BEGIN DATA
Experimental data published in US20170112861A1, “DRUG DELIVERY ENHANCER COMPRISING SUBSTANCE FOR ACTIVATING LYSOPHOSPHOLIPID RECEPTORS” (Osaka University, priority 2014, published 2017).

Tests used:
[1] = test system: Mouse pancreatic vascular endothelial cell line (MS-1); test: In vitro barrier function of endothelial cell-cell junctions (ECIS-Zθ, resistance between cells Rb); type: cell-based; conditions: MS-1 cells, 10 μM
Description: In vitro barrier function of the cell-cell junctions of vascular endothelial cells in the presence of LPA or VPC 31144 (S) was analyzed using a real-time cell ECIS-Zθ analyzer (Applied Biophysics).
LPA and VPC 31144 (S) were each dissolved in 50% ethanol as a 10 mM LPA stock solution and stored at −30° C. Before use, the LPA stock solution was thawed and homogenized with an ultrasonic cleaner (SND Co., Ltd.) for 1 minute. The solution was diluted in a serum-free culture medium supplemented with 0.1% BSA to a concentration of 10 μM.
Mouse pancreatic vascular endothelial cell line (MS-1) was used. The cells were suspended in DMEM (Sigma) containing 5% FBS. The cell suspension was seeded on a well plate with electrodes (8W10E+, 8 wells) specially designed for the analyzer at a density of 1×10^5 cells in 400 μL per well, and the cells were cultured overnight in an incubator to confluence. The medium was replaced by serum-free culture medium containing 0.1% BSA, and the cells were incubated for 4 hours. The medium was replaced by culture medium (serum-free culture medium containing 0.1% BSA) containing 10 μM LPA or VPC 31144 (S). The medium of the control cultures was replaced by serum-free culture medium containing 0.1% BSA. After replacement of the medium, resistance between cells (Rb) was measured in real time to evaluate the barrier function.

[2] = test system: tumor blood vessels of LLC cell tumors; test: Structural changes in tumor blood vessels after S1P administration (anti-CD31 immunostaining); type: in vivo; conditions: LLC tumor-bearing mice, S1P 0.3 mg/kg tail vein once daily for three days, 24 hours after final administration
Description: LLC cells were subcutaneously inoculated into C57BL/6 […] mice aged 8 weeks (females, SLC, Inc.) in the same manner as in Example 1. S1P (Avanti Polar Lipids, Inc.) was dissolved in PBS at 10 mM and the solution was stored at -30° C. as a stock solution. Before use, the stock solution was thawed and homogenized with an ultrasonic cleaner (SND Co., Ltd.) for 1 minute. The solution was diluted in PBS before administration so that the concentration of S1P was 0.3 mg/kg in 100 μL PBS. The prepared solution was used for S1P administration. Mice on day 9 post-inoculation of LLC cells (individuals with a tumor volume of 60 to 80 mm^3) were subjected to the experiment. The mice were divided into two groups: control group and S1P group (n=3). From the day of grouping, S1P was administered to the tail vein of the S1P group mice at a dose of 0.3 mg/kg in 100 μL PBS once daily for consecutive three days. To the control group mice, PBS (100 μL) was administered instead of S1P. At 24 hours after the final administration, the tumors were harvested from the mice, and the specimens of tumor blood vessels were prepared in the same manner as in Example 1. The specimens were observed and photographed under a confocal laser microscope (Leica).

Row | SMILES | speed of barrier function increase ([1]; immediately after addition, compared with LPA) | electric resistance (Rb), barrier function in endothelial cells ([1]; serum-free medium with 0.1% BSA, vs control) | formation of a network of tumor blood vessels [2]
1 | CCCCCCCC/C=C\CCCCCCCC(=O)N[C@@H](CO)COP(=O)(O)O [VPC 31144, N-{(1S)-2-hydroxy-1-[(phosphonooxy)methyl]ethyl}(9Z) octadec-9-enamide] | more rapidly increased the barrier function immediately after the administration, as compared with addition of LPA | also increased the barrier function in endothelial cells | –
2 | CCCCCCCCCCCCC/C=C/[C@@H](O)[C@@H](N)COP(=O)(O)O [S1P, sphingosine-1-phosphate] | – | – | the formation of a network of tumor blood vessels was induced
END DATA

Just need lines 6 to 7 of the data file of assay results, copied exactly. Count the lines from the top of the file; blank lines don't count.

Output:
Mouse pancreatic vascular endothelial cell line (MS-1) was used. The cells were suspended in DMEM (Sigma) containing 5% FBS. The cell suspension was seeded on a well plate with electrodes (8W10E+, 8 wells) specially designed for the analyzer at a density of 1×10^5 cells in 400 μL per well, and the cells were cultured overnight in an incubator to confluence. The medium was replaced by serum-free culture medium containing 0.1% BSA, and the cells were incubated for 4 hours. The medium was replaced by culture medium (serum-free culture medium containing 0.1% BSA) containing 10 μM LPA or VPC 31144 (S). The medium of the control cultures was replaced by serum-free culture medium containing 0.1% BSA. After replacement of the medium, resistance between cells (Rb) was measured in real time to evaluate the barrier function.

[2] = test system: tumor blood vessels of LLC cell tumors; test: Structural changes in tumor blood vessels after S1P administration (anti-CD31 immunostaining); type: in vivo; conditions: LLC tumor-bearing mice, S1P 0.3 mg/kg tail vein once daily for three days, 24 hours after final administration